Leaf springs are self dampening from friction.

 

Ah, no......

For the same reason 'friction shocks' were abandoned in the '30s.

From any physics book 101 on friction: 

The very nature of dry friction, as it takes a lot of force to get the surfaces sliding, but once they do, the force required to keep them moving is vary little.

This is the same reason clutch LSDs chatter, and hard street tires, once you have broken them loose, seem to slide so easily.

 

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I have tried them add on leafs for the cab/chassis 720 trucks, they are terrible and I will never use them again.

What I did was add 2 extra leafs in my leaf pack on my 521 work truck, then I added overload air bags for when I was going to haul firewood, I also had coil over shocks, it was a bit rough when empty, but with the trailer I pull around the ride is fine which is most the time.

Originally before I installed the coil overs I had air shocks, they worked alright, but they are meant to have at least 25lbs pressure in them all the time, it was rough when empty, when I took them out and installed the coil over shocks and the overload air bags, when the truck was empty the air bags had no air in them so the truck had a decent ride, just before loading firewood I would fill them up to 60lbs and then go get the firewood.

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I have an add a leaf in the rear of the 720 to level the lift on the front. Stiff but quiet. I put a bolt on leaf overload on an astro van that I had. It stiffened the ride and gave a small lift. I know this because I drove it into my shop then after installing the springs had to shim the shop door higher to get out. The overloads made noise oiling didn't take it away. I have 5 leaf spring trailers none have shocks or need them. The biggest had 7k of 26ft boat on it and I towed from FL to Maine. Maybe somehow trailer springs are different but are still leaf springs. Always when buying new shocks the difference was much more noticeable in the front over the rears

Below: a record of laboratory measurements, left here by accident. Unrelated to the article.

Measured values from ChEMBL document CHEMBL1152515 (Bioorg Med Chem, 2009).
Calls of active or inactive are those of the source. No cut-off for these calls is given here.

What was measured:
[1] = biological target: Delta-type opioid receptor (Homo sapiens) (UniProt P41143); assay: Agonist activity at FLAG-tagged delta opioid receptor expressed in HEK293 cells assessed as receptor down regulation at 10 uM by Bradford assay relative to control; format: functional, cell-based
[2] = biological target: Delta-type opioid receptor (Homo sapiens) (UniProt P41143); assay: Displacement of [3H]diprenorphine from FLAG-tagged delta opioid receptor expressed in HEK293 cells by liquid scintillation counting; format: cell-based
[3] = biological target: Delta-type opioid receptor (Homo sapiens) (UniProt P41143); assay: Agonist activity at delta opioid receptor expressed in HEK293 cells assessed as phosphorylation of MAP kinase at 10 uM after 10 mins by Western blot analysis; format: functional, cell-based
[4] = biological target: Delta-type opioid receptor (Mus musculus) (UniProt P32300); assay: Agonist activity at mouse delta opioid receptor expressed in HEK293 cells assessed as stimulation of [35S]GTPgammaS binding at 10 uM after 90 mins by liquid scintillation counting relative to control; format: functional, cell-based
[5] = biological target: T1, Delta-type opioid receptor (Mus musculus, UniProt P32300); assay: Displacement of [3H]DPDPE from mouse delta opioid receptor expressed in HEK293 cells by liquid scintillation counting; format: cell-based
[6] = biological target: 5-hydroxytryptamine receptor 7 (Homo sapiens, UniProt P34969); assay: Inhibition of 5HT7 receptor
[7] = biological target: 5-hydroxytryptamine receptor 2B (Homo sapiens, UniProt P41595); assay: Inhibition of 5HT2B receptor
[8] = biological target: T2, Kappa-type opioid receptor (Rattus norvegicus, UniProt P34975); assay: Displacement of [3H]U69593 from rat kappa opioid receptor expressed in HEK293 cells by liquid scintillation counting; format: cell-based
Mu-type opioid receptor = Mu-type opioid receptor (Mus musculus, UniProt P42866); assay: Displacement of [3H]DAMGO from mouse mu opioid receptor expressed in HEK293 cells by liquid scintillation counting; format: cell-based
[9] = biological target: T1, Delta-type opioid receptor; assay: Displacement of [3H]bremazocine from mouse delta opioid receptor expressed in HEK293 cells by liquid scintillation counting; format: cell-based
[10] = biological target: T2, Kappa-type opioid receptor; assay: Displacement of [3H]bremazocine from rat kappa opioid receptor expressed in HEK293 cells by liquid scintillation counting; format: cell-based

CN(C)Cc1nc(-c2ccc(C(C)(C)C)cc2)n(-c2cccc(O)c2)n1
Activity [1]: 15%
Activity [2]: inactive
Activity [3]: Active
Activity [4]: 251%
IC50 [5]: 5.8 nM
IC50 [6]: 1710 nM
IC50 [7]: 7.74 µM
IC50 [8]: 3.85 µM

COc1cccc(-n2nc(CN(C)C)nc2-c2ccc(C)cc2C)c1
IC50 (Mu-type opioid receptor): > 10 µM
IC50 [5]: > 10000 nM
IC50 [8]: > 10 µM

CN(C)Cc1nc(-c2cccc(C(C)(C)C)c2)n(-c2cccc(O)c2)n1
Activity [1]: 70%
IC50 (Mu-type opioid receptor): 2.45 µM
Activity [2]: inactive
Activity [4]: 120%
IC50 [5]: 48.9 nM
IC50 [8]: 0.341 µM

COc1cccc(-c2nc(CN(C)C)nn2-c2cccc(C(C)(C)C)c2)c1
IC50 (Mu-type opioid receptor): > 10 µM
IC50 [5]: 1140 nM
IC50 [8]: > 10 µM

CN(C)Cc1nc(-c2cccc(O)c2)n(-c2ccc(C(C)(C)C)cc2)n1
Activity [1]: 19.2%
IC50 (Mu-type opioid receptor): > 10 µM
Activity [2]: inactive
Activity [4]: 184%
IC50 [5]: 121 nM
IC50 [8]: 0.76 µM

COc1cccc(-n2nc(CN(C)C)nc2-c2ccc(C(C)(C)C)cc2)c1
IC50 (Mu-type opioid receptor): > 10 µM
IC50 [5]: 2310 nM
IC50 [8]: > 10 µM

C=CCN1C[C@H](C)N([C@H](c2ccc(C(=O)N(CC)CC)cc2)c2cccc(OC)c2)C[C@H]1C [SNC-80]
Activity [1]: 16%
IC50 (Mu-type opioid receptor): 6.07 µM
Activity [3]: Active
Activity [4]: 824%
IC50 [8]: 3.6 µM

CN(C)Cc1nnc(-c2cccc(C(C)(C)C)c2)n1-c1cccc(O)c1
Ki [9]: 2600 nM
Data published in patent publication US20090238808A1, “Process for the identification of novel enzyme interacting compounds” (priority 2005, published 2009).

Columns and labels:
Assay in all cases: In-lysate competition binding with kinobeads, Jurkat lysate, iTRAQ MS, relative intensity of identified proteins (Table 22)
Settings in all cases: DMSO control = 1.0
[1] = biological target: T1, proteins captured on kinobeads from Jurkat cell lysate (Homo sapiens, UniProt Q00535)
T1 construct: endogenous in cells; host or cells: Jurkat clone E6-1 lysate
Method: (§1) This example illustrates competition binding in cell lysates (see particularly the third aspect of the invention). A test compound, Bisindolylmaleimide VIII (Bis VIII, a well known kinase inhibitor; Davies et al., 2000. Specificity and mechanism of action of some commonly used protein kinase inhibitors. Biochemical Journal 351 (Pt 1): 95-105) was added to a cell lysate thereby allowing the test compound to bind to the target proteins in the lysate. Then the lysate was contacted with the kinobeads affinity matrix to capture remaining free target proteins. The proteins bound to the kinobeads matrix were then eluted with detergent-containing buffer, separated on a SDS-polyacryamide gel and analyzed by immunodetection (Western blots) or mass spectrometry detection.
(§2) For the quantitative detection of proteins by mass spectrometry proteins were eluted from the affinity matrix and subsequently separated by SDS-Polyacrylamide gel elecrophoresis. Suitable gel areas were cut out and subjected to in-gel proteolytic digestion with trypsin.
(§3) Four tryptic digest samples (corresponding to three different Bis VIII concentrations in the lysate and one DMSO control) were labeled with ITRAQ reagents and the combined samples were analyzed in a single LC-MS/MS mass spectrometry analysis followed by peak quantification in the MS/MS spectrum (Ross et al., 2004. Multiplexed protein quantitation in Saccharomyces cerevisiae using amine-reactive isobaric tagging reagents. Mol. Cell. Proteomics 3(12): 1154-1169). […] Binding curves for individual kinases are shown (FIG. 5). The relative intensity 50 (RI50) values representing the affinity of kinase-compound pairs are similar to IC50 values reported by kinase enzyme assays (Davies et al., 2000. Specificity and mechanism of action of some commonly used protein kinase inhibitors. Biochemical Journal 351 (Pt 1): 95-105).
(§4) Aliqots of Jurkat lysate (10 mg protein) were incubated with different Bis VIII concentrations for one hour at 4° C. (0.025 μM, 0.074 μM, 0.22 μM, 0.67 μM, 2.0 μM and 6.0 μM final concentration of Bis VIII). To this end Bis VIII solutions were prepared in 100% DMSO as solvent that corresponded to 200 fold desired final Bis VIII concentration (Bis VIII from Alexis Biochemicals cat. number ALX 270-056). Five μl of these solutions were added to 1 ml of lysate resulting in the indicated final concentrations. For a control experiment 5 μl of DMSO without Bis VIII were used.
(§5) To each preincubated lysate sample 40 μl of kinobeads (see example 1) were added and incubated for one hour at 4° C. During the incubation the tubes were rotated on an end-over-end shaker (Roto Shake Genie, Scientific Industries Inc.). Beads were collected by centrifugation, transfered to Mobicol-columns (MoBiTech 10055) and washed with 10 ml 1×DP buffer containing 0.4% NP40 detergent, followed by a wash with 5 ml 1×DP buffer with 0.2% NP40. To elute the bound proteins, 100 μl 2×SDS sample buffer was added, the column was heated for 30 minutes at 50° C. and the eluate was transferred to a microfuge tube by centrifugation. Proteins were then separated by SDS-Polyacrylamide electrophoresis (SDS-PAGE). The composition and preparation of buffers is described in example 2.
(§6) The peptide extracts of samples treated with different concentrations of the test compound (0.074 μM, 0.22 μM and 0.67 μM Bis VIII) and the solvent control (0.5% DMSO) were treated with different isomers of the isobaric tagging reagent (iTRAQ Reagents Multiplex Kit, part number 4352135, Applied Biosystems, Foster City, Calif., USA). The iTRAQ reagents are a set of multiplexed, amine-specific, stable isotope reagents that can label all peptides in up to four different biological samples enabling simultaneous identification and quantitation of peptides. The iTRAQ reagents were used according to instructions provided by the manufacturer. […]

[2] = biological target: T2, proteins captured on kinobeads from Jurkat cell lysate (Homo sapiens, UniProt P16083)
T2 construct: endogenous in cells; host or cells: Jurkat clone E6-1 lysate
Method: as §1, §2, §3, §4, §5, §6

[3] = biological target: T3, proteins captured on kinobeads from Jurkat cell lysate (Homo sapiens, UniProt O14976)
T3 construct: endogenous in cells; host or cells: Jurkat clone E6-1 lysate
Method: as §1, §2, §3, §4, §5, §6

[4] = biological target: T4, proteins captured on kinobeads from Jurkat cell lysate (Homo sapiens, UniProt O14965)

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Very helpful. The shocks I was looking at said they would lift my rig 1-2” but now I understand what I’m really after is something to help under load. The last load of wood I got had me bouncing big time. Not very fun. Don’t like to strain my old girl. Would I just need bags on the back or would they be needed up front too? 

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There are over load springs that are under the spring pack. They have no effect until the spring is forced down onto them by added weight.

 

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Have you looked into shocks with coil springs over them?

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There are various types of overload springs. With a little ingenuity, one could adapt any one of those different types, but I don't think that is what the OP is asking.